Who Should Police the Police?

Doireann Ansbro

Doireann Ansbro is the senior research and policy officer with the Irish Council for Civil Liberties. She studied English and history at Trinity College Dublin and law at Nottingham Law School. She has an LLM in human-rights law and was called to the bar of England and Wales in 2009. Prior to working for the ICCL, she worked as a legal adviser to the International Commission of Jurists and a consultant to the Office of the UN High Commissioner for Human Rights.


The Gardaí have immense powers to protect us. But who makes sure those powers aren’t used against us?

What can you do if Gardaí arrest you for no good reason or put you in a cell without access to a lawyer? What if they subject you to humiliating treatment like a naked strip-search? Or if they use a baton or a taser against you without cause?

No organisation is perfect. But when imperfections lead to scenarios like these they have to be taken seriously. That’s why robust Garda oversight bodies are vital. And that’s why we need a new Police Ombudsman.

The oversight bodies we have right now are not working as they should.

We currently have the Garda Siochána Ombudsman Commission (GSOC), the Garda Inspectorate (GI), and the Policing Authority.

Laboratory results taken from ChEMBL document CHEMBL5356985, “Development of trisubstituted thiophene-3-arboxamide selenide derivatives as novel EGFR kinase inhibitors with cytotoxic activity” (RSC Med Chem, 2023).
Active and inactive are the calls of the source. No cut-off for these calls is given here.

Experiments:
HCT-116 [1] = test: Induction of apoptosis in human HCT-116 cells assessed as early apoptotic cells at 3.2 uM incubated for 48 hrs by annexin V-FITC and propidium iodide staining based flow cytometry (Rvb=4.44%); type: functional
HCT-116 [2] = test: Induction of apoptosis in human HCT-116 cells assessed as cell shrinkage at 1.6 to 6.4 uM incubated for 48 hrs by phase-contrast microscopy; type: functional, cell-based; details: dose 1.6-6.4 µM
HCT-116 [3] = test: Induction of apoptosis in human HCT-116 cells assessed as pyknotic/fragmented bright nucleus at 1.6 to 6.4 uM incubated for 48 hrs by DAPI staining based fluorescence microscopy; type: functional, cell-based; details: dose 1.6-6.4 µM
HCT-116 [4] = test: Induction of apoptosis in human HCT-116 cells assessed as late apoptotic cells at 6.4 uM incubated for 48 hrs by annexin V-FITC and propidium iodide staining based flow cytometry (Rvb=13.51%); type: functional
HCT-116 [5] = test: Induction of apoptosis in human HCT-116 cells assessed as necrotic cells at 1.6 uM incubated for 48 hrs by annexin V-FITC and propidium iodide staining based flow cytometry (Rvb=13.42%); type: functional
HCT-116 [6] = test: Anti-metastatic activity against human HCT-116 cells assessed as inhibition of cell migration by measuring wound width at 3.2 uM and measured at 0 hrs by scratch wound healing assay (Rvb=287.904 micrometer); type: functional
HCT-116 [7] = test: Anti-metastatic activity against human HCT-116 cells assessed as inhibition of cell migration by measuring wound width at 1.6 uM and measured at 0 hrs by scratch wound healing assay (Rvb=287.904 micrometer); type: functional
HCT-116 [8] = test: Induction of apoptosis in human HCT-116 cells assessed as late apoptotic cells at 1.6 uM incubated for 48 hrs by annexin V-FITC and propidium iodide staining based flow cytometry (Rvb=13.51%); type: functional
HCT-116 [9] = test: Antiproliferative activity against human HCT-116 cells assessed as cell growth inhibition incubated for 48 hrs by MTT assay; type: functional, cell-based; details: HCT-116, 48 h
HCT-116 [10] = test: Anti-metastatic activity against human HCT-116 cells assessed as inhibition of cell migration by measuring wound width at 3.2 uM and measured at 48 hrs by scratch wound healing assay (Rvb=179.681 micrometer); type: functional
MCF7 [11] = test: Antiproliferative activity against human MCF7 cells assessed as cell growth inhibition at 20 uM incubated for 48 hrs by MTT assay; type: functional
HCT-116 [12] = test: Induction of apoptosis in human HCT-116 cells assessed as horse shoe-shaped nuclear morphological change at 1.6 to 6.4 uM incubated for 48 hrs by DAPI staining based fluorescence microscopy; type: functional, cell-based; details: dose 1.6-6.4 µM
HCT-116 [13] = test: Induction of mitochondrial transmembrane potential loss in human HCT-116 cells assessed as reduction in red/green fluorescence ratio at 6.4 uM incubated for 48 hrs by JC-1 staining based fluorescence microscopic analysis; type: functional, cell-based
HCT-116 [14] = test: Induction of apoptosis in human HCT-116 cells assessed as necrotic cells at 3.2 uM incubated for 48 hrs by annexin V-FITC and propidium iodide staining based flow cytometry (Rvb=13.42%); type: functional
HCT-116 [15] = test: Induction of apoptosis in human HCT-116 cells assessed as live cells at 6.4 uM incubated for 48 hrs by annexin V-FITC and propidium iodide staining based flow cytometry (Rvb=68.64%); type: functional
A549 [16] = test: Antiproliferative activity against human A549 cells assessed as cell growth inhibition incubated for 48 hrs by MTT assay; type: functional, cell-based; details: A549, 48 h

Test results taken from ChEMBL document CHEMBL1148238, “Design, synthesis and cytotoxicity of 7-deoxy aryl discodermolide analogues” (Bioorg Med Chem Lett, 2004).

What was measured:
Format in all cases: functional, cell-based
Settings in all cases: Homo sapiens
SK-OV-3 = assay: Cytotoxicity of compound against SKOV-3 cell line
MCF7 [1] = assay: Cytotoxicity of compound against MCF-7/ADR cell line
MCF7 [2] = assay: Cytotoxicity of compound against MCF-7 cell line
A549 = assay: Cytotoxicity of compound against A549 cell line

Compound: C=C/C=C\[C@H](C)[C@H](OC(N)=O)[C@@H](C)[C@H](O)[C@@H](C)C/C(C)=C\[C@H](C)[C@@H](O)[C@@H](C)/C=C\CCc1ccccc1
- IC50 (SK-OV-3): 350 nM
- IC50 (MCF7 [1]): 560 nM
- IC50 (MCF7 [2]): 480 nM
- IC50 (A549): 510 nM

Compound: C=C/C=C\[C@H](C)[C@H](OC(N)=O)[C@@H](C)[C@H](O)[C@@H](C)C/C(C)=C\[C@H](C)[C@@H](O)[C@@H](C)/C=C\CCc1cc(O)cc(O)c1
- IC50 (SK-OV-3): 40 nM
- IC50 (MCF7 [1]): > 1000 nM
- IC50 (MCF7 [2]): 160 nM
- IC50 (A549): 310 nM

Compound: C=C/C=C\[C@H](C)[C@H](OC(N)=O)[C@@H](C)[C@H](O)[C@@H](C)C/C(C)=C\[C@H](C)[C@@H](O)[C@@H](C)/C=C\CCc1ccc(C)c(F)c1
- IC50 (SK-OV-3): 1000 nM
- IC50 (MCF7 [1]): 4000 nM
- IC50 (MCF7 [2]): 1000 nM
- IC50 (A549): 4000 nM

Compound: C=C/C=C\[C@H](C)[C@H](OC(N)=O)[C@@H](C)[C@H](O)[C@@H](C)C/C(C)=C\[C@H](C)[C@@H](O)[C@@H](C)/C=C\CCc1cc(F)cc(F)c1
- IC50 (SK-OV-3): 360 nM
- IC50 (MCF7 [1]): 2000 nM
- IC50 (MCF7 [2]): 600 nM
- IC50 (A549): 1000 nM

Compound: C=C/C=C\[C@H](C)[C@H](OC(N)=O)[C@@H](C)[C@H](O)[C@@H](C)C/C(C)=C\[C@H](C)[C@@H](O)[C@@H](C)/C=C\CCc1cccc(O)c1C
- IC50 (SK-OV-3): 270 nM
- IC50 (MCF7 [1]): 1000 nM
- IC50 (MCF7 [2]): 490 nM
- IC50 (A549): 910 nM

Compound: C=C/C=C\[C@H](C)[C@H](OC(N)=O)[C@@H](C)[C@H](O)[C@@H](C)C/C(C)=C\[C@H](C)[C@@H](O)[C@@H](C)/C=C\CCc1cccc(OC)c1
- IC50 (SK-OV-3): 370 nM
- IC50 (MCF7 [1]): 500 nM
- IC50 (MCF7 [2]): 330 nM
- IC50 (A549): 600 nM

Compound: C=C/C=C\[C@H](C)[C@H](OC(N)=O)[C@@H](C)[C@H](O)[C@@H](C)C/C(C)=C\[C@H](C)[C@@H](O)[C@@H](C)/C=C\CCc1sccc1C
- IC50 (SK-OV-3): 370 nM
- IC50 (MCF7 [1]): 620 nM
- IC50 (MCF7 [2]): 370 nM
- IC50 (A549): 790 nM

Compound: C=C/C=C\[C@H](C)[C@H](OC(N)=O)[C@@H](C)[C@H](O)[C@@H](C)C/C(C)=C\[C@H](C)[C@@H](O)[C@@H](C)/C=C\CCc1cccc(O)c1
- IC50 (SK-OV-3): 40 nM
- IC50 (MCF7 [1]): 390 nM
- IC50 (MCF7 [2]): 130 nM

The first investigates reports of Garda misconduct. The second is responsible for general oversight and inspections. The third is tasked with monitoring the overall performance of the Garda and holding senior management to account.

All three were set up in response to a stream of high-profile scandals and Garda misconduct – including the orchestrated smear campaign against Garda whistleblower Maurice McCabe.

As such, they were set up in a hurry and a little haphazardly. That means some of their responsibilities are unclear, and can overlap, and there are serious flaws in the way they function.

Gardaí Investigating Gardaí

Take GSOC for example.

In 2018, GSOC got 1,270 admissible complaints – meaning complaints of actual misbehaviour. But it is so underfunded and understaffed that it had to ask the Gardaí themselves to conduct many of the investigations into these complaints.